Marilyn Monroe 22 by Andy Warhol is a screenprint from the artist’s Marilyn Monroe series published in 1967. This variation on Marilyn’s image is sometimes called the “red Marilyn” or the “purple-red Marilyn.” These works are some of Warhol’s most iconic and genre-defining creations. Just like his Campbell’s Soup Cans, the portfolio earned Andy his title as the pioneer of pop-art, and was greatly influential in the success of the new art movement. Marilyn Monroe depicts the actress bathed in vibrant hues and flat colors, a signature of Andy’s style and the Pop Art sensibility. The portfolio encapsulates his fascinations, and illustrates an intersection of American pop-culture, consumerism, and Andy’s obsessions with both mass-production and fame.
Originally, Warhol became inspired to paint Marilyn’s portrait after her tragic suicide in 1962. In the weeks following her death, he produced Marilyn Diptych, a diptych including fifty images of the actress, in fading colors and black and white. Though Andy’s experimentation with Marilyn first began as a memorial, he continued to reproduce her portrait many times in his life. Marilyn became the perfect muse for Warhol. As an icon of American entertainment, her life represented a sacred intersection of beauty, fame, and death.
Otherwise known for his obsessions with the modern miracles of the 20th century, such as mass-production, Warhol created hundreds of Marilyn prints. Dubbing his art studio “The Factory,” Warhol created a high volume of repetitive and iconic images. In the series, Warhol published the superstar like an object of consumption. He bathes her in varying colors. She is void of imperfections, and then repeated like a mechanically produced commodity. She seems to have shed her humanness. Warhol showcases her as an idea, not an individual.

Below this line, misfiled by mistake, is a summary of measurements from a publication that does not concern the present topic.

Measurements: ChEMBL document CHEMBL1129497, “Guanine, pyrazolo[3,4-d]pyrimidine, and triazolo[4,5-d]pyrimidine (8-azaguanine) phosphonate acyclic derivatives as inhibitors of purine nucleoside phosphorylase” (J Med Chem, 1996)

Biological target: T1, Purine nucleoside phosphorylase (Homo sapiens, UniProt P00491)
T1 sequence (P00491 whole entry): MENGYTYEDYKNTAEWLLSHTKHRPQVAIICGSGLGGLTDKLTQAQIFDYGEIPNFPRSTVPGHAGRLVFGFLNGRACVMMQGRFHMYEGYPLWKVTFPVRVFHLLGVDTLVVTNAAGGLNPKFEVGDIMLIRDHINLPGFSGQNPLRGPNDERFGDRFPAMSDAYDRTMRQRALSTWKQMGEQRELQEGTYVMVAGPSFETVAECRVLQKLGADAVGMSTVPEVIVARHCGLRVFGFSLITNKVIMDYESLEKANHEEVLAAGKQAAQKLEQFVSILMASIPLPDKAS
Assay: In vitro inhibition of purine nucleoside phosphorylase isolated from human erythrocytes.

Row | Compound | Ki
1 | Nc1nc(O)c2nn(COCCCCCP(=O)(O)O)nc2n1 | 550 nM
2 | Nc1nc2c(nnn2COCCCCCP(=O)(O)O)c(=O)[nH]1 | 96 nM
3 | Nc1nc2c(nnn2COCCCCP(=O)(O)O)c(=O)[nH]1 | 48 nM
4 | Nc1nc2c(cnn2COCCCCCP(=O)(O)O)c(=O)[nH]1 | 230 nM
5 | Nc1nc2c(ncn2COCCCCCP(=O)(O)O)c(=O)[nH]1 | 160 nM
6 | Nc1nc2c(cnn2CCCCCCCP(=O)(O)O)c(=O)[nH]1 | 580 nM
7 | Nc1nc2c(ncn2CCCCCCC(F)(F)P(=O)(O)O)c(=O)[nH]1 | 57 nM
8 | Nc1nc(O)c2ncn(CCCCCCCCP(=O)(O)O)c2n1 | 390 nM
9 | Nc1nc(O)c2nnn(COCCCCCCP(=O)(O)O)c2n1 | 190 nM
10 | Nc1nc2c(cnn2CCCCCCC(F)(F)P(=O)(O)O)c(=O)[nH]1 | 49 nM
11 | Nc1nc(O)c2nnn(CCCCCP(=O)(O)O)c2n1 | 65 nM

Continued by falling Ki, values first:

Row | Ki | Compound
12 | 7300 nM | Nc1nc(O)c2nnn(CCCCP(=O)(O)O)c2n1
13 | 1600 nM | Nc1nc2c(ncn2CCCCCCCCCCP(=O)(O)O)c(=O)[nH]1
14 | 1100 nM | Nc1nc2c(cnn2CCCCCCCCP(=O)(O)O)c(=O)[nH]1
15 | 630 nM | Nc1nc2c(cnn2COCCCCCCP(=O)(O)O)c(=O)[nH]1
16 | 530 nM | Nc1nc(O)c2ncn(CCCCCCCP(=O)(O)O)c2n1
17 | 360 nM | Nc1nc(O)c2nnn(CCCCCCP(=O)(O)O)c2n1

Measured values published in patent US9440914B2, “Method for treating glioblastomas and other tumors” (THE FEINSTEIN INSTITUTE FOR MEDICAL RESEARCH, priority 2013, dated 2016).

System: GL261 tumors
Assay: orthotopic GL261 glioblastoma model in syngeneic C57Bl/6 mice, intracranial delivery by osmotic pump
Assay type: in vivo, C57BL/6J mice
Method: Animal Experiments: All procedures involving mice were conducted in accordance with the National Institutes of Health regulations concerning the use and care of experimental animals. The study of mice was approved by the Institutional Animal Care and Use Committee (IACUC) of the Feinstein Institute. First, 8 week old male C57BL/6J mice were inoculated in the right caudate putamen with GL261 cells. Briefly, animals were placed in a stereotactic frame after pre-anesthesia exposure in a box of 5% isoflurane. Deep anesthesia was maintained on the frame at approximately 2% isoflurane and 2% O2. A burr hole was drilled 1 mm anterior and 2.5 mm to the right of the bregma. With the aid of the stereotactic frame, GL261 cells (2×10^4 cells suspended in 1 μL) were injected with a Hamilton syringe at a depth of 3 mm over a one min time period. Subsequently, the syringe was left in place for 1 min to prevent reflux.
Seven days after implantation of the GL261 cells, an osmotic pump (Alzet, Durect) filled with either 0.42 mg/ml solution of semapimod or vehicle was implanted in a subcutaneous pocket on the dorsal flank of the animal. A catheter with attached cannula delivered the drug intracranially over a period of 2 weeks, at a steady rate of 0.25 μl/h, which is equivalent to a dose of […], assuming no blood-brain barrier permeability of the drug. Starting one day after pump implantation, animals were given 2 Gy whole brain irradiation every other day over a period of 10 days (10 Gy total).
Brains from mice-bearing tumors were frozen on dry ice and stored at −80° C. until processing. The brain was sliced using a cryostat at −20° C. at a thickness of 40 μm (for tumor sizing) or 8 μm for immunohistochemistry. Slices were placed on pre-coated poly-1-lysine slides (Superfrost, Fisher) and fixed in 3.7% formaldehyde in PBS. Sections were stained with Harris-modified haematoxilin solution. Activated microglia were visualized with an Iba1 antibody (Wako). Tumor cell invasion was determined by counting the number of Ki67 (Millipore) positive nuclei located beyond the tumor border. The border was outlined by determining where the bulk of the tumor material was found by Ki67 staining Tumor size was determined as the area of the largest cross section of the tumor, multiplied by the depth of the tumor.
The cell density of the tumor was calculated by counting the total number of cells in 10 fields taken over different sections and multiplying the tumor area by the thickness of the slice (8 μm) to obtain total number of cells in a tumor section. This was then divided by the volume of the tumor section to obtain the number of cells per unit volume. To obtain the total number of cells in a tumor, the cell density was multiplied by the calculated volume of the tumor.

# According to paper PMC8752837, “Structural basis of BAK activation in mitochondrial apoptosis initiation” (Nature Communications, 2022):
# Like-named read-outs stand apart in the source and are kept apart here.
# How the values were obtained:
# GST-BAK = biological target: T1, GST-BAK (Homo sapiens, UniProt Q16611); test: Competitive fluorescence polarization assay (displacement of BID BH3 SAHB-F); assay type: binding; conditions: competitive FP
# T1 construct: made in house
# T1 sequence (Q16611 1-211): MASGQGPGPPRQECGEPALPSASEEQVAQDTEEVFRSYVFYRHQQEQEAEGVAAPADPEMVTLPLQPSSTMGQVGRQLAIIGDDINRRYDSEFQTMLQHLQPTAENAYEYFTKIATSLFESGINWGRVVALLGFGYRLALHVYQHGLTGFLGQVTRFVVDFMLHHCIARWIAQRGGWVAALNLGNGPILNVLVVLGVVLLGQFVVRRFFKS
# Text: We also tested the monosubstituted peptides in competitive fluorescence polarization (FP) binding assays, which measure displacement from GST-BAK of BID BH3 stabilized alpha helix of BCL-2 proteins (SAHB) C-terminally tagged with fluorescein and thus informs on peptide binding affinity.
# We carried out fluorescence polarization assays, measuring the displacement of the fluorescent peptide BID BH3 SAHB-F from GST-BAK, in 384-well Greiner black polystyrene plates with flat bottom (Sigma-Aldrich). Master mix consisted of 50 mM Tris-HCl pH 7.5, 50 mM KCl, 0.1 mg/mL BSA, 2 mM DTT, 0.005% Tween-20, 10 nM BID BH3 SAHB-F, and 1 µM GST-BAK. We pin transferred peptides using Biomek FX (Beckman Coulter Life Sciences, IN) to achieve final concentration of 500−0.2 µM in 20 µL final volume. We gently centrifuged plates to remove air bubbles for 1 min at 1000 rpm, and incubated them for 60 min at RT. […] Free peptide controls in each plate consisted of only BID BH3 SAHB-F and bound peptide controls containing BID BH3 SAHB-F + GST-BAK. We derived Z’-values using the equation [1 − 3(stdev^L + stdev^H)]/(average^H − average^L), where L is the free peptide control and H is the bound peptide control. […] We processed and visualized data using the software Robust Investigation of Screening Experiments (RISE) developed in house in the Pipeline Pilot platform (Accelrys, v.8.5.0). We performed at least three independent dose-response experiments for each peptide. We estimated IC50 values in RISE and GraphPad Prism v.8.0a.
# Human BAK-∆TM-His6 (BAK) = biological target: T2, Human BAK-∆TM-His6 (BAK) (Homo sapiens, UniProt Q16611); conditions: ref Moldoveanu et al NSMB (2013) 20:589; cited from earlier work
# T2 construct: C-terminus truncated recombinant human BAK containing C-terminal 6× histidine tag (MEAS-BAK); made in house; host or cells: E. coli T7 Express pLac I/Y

Ultimately, Marilyn came to embody Hollywood culture and the potential success offered by the entertainment industry. Her life represents the American dream, and Warhol presented her as such. She thus becomes the 20th century ideal, and a hyperreal icon of the fame and luxury of American success. Warhol seemed to have great sensibilities for what attracted public attention, mainly focusing his work on hyper-visible objects and images. In this sense, Marilyn Monroe’s identity has become commodified. Her image and character were broadcasted across the world for the enjoyment of the public. Warhol sees her as a highly successful commercial product of the entertainment industry. Therefore, Warhol’s Marilyn images are not very different from his (re)productions of Campbell’s Soup or Kellog’s Corn Flakes: he is recreating a staple of the American imaginary, and reveals to the public the things that are truly reflective of his current historical moment.
For all of his portraits of Marilyn Monroe, Warhol used the same photo, a publicity shot taken by Gene Korman for Marilyn’s 1953 film Niagara. Reusing the same image multiple times eventually attracted controversy. Mainly, it sparked a conversation about how much an artist can reuse a symbol before it becomes a legal issue. The Marilyn images have thus gained some notoriety. Still, they were extremely successful upon release, and are some of his most famous works. Ultimately, Marilyn Monroe 22 is one of his most recognizable screen prints. The series helped Warhol reach the heights of the pop-art movement, and is a highly significant piece of art history.